Science & Environment

Court battle on badger cull fails

A badger
Image caption The government says cattle tuberculosis costs the UK more than £100m per year

The Badger Trust has lost its Court of Appeal challenge to government proposals to kill thousands of wild badgers in England.

It clears the way for the start of culls in parts of Gloucestershire and Somerset.

If official licences are issued as planned by Natural England, the pilots could begin within weeks.

The government says action is needed to help combat cattle TB, which costs the UK more than £100m per year.

The Badger Trust challenged a judicial decision in July to uphold government proposals for the pilot culls.

It argued killing badgers would make no meaningful contribution to tackling TB in cattle, and claimed the scheme could lead to thousands of badgers being "pointlessly killed" over the next four years.

The appeal was rejected unanimously.

Speaking after the decision, Jeff Hayden of the Badger Trust told BBC News: "We're pleased that the judge has clarified the law but we are disappointed with the verdict.

"It hasn't changed the scientific facts at all. The majority of independent scientific opinion says the cull is unlikely to work and most probably will make matters worse."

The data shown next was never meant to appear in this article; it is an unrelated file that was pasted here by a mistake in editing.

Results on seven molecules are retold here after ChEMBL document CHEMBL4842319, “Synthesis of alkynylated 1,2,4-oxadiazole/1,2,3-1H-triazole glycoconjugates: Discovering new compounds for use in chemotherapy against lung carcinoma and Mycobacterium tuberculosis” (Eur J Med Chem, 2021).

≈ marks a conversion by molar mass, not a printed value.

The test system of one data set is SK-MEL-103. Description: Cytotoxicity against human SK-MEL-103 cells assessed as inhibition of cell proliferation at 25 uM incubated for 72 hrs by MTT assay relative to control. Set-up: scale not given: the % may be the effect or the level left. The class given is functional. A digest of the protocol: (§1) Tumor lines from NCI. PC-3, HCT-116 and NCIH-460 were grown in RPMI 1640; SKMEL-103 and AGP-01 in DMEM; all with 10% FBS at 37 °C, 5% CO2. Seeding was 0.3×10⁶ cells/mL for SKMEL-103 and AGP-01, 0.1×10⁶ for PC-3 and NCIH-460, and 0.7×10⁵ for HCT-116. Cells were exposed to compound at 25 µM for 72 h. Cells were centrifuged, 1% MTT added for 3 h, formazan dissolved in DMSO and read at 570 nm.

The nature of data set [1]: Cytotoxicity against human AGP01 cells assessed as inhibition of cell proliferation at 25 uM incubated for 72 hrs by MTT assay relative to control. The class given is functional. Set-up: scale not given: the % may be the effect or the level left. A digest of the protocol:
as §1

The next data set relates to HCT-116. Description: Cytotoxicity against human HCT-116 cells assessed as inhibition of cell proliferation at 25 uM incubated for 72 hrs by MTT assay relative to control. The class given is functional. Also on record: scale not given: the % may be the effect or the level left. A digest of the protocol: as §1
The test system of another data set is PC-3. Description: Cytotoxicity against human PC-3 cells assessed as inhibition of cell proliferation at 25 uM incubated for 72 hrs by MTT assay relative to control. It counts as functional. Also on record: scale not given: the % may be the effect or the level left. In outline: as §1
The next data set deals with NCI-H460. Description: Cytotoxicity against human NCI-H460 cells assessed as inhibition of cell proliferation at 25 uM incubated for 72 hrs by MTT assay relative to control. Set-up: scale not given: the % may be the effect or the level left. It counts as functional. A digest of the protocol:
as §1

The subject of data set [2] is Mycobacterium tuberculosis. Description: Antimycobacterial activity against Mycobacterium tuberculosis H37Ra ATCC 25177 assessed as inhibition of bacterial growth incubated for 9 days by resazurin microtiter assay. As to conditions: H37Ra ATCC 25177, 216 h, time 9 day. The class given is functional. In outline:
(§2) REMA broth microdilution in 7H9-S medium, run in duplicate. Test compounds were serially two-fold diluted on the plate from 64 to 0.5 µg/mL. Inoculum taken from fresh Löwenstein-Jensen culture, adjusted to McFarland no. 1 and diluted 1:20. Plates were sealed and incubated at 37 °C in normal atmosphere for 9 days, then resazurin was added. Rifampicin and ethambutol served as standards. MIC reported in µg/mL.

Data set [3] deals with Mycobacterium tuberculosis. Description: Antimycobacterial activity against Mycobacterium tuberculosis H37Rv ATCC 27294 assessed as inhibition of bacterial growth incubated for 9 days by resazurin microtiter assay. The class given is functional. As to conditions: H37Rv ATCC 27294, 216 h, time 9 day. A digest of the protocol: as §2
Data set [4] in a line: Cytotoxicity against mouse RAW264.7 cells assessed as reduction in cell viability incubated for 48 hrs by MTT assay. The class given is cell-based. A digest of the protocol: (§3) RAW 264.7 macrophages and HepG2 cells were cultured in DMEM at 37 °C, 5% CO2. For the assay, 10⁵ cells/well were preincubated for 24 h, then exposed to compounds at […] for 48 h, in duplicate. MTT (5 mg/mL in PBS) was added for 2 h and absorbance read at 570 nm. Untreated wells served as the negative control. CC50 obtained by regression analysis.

The Badger Trust said it did not know what the next step was, but it would not give up.

At a rally in Bristol against the cull, organised by animal welfare groups, the musician Brian May said the fight would continue.

"It's a terrible tragedy if it goes ahead and it's an irreversible tragedy - you can never bring those badgers back."

The government argues that bovine TB is taking a terrible toll on farmers and rural communities, and action is needed now.

Scientific controversy

A Defra spokesperson said: "Nobody wants to cull badgers. But no country in the world where wildlife carries TB has eradicated the disease in cattle without tackling it in wildlife too."

If what Defra calls "controlled shooting" of badgers is to take place this year, the six-week cull must begin in the autumn, before the badger breeding season begins.

Culling is not permitted when there is a risk that badgers feeding their young might be killed, leaving their cubs underground without food.

In England, two companies have been set up by farmers to manage the cull, using trained marksmen to shoot badgers at night on farm land in the two pilot areas, each the size of the Isle of Wight.

Licences allowing the cull are expected to be issued shortly by the government agency, Natural England.

The exact scope of the pilot areas is not being revealed to the public for fear of reprisals against individuals or their property.

Vaccination hope

The proposed killing of wild badgers is a controversial issue. A proportion of wild badgers - studies in the pilot zones have put the figure at 16% - can become infected with the bacteria that cause bovine TB, and pass the infection on to cattle.

However, scientific studies have shown that culling would be of little help in reducing the disease and even suggest that it could make things worse in some areas.

Plans to begin culling in Wales were recently abandoned in favour of a vaccination policy. There are no proposals to cull badgers in Scotland, where TB incidence is low.

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